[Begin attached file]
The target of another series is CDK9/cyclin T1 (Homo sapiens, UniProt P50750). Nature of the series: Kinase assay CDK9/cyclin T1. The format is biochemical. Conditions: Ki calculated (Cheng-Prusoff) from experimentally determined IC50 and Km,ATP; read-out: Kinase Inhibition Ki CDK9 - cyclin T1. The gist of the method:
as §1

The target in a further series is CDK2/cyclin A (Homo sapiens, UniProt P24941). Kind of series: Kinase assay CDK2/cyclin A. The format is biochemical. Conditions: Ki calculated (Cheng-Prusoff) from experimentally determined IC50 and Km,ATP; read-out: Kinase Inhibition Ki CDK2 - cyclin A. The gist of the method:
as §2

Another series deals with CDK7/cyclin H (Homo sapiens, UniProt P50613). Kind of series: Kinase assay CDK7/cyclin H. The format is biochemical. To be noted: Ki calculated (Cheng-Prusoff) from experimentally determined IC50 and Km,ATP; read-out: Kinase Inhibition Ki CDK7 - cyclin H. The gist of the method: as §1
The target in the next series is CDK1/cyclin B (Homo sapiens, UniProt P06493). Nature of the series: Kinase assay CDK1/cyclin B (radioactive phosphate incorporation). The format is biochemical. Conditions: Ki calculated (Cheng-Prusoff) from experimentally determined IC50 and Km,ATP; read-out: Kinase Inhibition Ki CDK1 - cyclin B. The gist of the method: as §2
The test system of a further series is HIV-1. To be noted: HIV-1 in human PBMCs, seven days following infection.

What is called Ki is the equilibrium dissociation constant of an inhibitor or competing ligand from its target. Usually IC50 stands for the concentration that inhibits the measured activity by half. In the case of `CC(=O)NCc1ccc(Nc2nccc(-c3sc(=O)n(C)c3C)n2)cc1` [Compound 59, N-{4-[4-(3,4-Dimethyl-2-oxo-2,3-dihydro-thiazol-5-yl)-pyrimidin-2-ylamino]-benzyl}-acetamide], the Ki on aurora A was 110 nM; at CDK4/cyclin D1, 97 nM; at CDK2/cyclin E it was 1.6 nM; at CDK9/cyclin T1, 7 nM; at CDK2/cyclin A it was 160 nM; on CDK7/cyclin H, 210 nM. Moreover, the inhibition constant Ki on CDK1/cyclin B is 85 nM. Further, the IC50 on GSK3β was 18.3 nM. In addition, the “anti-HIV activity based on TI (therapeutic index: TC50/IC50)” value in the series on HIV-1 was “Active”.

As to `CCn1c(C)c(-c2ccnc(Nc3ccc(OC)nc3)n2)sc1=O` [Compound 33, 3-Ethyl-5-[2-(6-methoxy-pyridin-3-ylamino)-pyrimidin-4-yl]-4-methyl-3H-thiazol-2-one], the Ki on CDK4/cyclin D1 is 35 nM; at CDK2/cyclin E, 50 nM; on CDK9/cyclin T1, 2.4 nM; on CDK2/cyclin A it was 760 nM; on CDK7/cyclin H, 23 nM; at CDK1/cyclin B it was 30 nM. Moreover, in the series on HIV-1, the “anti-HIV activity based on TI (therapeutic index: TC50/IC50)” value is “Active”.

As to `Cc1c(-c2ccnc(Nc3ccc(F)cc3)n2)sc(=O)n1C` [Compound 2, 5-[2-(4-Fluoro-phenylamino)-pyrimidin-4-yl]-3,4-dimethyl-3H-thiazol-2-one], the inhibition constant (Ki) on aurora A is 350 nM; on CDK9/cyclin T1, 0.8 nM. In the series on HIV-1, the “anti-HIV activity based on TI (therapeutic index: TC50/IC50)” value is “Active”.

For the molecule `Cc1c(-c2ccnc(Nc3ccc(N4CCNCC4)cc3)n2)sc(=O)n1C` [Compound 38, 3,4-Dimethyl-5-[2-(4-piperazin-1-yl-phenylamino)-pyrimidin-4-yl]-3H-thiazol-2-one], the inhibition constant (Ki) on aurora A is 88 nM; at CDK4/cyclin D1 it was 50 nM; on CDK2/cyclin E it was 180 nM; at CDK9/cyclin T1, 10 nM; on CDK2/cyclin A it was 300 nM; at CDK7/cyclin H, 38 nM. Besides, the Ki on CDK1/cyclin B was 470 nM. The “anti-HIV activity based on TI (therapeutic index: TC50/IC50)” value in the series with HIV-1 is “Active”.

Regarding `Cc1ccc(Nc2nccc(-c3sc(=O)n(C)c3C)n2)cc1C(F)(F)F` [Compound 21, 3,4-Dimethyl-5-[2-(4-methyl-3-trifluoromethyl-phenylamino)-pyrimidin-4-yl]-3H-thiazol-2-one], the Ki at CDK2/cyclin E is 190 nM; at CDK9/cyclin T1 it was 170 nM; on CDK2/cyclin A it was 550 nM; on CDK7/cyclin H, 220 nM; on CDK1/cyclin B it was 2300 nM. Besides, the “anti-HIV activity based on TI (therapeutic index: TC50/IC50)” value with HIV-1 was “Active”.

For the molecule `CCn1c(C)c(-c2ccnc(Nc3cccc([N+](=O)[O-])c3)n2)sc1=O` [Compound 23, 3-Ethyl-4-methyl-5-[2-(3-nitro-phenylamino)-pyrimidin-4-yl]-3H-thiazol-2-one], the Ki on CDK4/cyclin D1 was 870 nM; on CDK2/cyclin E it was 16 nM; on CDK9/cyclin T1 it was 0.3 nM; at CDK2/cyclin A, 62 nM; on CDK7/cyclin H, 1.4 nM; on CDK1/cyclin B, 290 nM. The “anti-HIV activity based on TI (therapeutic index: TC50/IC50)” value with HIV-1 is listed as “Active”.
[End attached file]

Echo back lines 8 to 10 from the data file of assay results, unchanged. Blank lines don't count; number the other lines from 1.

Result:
What is called Ki is the equilibrium dissociation constant of an inhibitor or competing ligand from its target. Usually IC50 stands for the concentration that inhibits the measured activity by half. In the case of `CC(=O)NCc1ccc(Nc2nccc(-c3sc(=O)n(C)c3C)n2)cc1` [Compound 59, N-{4-[4-(3,4-Dimethyl-2-oxo-2,3-dihydro-thiazol-5-yl)-pyrimidin-2-ylamino]-benzyl}-acetamide], the Ki on aurora A was 110 nM; at CDK4/cyclin D1, 97 nM; at CDK2/cyclin E it was 1.6 nM; at CDK9/cyclin T1, 7 nM; at CDK2/cyclin A it was 160 nM; on CDK7/cyclin H, 210 nM. Moreover, the inhibition constant Ki on CDK1/cyclin B is 85 nM. Further, the IC50 on GSK3β was 18.3 nM. In addition, the “anti-HIV activity based on TI (therapeutic index: TC50/IC50)” value in the series on HIV-1 was “Active”.

As to `CCn1c(C)c(-c2ccnc(Nc3ccc(OC)nc3)n2)sc1=O` [Compound 33, 3-Ethyl-5-[2-(6-methoxy-pyridin-3-ylamino)-pyrimidin-4-yl]-4-methyl-3H-thiazol-2-one], the Ki on CDK4/cyclin D1 is 35 nM; at CDK2/cyclin E, 50 nM; on CDK9/cyclin T1, 2.4 nM; on CDK2/cyclin A it was 760 nM; on CDK7/cyclin H, 23 nM; at CDK1/cyclin B it was 30 nM. Moreover, in the series on HIV-1, the “anti-HIV activity based on TI (therapeutic index: TC50/IC50)” value is “Active”.

As to `Cc1c(-c2ccnc(Nc3ccc(F)cc3)n2)sc(=O)n1C` [Compound 2, 5-[2-(4-Fluoro-phenylamino)-pyrimidin-4-yl]-3,4-dimethyl-3H-thiazol-2-one], the inhibition constant (Ki) on aurora A is 350 nM; on CDK9/cyclin T1, 0.8 nM. In the series on HIV-1, the “anti-HIV activity based on TI (therapeutic index: TC50/IC50)” value is “Active”.